Keeping the bottom of an ash disposal area above the water table is important for environmental reasons. That is probably why the settlement prediction is needed.

RE: Full Stack Settlement

This isn't all that hard.

Drill to rock so you know where it, not just from maps.

Ignore settlement in the rock.

Calculate the settlements based on standard settlement theory based on your materials. Looks like there is no clay to speak of, therefore no consolidation settlement to worry about. All elastic. Can't get much easier.

If you want to get fancy, use something like Settle3D or just do it by hand.

Mike Lambert

RE: Full Stack Settlement

Don't worry about "seat of settlement" for such a wide area. There ain't any significant spread. Luckily the SP will hardly settle due to small range from loose to dense. You might run a trial "settlement" on firm samples of SC to estimate deflection under different pressures and go with that. It likely would be on the generous side.

RE: Full Stack Settlement

Rather than settlements (you are not adding any structure on top of the fill, correct?), I would be more worried about the slope stability at the edges of the fill. 60 feet is quite high and if you have structures around you should also look at slope stability.

Also, I am not in the US but I heard that in some areas of Florida there is karst geology. Any concerns about cavities/sinkholes?

Red Flag This Post

Please let us know here why this post is inappropriate. Reasons such as off-topic, duplicates, flames, illegal, vulgar, or students posting their homework.

Red Flag Submitted

Thank you for helping keep Eng-Tips Forums free from inappropriate posts.
The Eng-Tips staff will check this out and take appropriate action.

Resources

eBook - Manufacturing the Cars of Tomorrow
In this ebook, we'll explore how additive manufacturing is going to transform the way cars are made. This includes commentary from thought leaders such as Ford's CTO, Ken Washington, Customer case studies of ways 3D printing is being used today, and a variety of part examples where 3D printing is already impacting how automobiles are made. Download Now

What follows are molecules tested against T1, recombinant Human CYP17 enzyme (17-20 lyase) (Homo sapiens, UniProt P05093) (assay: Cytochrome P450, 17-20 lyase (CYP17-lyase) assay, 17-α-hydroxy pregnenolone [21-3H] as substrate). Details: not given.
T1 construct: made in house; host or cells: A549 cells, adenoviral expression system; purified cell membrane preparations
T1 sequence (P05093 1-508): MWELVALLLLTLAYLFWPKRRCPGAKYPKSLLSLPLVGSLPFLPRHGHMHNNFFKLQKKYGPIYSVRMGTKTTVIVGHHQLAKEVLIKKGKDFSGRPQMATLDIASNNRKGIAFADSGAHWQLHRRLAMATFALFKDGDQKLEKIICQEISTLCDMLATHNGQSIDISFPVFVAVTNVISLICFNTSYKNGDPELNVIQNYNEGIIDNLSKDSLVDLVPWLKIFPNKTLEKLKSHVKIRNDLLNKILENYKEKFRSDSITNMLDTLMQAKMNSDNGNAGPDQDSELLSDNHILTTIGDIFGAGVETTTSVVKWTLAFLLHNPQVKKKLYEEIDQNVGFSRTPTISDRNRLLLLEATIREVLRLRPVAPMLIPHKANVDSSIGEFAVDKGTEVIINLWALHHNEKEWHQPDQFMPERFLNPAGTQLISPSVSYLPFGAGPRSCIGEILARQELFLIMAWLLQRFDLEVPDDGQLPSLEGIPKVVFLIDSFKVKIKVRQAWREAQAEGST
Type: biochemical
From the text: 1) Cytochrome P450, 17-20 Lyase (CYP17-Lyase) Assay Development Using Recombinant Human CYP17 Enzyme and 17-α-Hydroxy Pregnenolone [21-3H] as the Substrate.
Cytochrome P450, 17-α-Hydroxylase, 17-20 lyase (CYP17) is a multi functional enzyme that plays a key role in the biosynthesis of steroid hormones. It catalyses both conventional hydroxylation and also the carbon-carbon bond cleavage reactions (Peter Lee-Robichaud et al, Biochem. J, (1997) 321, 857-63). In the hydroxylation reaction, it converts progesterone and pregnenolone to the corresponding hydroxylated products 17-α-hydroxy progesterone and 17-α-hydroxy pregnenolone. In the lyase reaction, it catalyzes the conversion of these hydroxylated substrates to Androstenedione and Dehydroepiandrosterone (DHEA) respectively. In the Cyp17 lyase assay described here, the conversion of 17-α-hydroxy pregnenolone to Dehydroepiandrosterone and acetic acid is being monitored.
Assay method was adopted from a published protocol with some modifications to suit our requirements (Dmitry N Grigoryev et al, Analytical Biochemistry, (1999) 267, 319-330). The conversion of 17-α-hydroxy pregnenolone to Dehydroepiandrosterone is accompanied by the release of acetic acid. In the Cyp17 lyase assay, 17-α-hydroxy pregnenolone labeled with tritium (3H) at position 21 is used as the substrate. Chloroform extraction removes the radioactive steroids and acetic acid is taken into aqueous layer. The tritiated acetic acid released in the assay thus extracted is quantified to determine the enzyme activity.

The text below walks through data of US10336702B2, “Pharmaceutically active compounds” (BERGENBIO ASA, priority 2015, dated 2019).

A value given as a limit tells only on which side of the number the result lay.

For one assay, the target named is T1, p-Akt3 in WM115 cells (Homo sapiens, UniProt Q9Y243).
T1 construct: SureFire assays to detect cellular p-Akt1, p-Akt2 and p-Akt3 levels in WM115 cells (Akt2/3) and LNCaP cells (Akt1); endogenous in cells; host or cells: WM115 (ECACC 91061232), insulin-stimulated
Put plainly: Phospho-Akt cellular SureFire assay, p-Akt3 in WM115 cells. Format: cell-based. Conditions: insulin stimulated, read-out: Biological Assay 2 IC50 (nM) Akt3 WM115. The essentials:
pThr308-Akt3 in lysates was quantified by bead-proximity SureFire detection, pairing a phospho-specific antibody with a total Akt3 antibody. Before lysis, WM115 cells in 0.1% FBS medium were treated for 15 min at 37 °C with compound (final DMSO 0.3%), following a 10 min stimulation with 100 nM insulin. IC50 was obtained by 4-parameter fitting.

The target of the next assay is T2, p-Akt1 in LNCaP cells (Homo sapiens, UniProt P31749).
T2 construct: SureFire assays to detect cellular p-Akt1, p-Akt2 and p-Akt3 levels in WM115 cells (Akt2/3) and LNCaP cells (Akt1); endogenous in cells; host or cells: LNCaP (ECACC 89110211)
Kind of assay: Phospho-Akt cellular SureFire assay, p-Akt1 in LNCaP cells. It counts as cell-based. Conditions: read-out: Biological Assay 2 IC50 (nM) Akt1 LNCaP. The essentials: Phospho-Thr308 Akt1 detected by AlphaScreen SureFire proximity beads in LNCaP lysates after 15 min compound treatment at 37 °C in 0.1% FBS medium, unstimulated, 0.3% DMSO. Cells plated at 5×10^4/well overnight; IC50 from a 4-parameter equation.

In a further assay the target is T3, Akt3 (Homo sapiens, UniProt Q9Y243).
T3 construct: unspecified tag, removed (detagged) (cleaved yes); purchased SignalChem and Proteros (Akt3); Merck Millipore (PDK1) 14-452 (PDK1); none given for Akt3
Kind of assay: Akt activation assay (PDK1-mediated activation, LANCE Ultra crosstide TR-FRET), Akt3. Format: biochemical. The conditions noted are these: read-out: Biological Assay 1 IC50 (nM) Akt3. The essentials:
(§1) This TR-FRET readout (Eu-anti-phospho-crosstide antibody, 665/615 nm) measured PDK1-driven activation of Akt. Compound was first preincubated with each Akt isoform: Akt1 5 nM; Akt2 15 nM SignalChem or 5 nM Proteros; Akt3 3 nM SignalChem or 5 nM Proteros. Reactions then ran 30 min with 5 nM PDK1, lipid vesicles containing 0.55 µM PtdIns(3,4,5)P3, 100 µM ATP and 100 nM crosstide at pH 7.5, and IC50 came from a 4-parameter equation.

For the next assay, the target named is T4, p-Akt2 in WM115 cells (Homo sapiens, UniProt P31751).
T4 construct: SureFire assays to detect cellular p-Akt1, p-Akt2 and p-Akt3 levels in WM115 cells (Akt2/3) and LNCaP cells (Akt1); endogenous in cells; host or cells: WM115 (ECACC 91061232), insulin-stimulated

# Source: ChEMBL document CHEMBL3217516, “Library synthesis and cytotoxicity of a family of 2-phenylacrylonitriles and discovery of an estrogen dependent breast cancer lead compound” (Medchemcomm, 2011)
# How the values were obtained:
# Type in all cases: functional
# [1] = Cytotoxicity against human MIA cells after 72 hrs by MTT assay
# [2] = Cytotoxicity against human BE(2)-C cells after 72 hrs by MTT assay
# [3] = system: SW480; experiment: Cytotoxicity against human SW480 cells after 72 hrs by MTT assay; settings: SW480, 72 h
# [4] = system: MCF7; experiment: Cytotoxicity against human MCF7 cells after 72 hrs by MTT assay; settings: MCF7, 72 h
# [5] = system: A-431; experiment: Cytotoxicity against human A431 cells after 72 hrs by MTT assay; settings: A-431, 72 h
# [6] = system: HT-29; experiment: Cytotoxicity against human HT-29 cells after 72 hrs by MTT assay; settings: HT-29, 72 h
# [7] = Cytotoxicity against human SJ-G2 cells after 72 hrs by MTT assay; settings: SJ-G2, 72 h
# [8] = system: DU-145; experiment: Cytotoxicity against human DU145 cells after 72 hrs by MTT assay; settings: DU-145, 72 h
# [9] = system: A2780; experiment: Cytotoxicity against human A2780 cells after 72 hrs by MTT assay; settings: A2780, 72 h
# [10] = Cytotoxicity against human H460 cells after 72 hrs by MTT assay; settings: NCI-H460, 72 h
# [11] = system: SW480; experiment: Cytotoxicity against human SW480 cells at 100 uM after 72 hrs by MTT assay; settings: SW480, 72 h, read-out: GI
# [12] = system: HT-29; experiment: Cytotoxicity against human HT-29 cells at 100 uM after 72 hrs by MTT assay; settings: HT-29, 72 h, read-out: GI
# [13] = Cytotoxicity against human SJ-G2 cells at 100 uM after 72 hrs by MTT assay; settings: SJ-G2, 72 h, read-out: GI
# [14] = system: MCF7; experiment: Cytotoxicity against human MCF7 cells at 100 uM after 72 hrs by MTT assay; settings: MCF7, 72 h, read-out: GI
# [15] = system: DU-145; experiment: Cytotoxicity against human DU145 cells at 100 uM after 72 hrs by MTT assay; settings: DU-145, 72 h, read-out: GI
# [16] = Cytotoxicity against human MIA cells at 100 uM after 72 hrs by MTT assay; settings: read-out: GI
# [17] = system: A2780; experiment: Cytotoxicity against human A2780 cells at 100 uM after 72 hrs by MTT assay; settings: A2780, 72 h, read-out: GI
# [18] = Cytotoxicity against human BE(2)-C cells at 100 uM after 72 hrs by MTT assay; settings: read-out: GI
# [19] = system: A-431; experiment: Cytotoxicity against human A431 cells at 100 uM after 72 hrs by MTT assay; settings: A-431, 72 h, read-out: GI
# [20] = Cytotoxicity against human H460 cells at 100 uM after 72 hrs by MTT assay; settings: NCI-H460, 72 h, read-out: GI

White Paper - Smart Manufacturing for Semiconductor
New technologies and approaches present great opportunities for semiconductor manufacturers to achieve high levels of innovation, yield and improvement. This white paper explores some of these cutting-edge technologies and how they can be applied effectively in the semiconductor industry. Read about how Smart Manufacturing is transforming the semiconductor industry. Download Now
White Paper - Analysis and Simulation in Aircraft Structure Certification
Organizations using simulation and analysis tools effectively see the benefits in their ability to achieve certification faster and with drastically less total cost than those who do not maximize these tools. Read this White Paper to learn about how digital tools such as analysis and simulation help in aircraft structure certification. Download Now

Close Box

Join Eng-Tips® Today!

Join your peers on the Internet's largest technical engineering professional community.
It's easy to join and it's free.

Here's Why Members Love Eng-Tips Forums:

• Talk To Other Members
• Notification Of Responses To Questions
• Favorite Forums One Click Access
• Keyword Search Of All Posts, And More...

Register now while it's still free!